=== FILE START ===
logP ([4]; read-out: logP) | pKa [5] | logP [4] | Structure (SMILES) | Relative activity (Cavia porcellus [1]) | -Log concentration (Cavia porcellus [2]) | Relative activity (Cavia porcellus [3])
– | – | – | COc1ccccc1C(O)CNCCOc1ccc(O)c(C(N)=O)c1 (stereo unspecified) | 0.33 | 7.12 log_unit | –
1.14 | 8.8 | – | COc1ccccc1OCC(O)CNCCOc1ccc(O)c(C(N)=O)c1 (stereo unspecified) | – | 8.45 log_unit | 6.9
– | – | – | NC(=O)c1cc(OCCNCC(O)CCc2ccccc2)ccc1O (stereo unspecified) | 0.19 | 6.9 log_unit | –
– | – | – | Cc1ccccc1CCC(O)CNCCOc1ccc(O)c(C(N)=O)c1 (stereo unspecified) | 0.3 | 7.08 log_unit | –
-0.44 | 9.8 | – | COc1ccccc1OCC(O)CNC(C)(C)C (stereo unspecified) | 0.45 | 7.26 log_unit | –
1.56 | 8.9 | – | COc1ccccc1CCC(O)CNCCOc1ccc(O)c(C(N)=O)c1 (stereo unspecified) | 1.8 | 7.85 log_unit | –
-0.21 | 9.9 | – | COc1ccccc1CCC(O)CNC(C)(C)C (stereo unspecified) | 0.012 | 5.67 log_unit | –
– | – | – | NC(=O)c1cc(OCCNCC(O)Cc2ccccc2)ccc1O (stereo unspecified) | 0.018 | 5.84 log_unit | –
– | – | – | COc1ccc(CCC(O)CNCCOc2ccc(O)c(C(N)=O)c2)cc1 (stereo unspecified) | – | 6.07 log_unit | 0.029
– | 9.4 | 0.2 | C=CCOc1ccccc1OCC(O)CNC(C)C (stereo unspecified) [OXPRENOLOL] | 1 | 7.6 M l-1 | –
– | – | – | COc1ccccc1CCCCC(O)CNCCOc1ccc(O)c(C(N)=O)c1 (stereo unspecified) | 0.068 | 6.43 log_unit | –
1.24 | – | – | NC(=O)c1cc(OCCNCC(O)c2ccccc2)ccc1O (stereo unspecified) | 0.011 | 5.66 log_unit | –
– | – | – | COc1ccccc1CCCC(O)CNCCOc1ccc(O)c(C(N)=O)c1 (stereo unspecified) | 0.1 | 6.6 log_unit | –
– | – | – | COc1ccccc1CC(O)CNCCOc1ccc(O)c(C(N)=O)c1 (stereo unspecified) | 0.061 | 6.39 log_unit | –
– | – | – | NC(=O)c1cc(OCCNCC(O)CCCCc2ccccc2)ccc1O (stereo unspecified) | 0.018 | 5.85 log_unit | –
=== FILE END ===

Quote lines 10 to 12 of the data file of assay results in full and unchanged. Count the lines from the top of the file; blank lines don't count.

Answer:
– | – | – | COc1ccc(CCC(O)CNCCOc2ccc(O)c(C(N)=O)c2)cc1 (stereo unspecified) | – | 6.07 log_unit | 0.029
– | 9.4 | 0.2 | C=CCOc1ccccc1OCC(O)CNC(C)C (stereo unspecified) [OXPRENOLOL] | 1 | 7.6 M l-1 | –
– | – | – | COc1ccccc1CCCCC(O)CNCCOc1ccc(O)c(C(N)=O)c1 (stereo unspecified) | 0.068 | 6.43 log_unit | –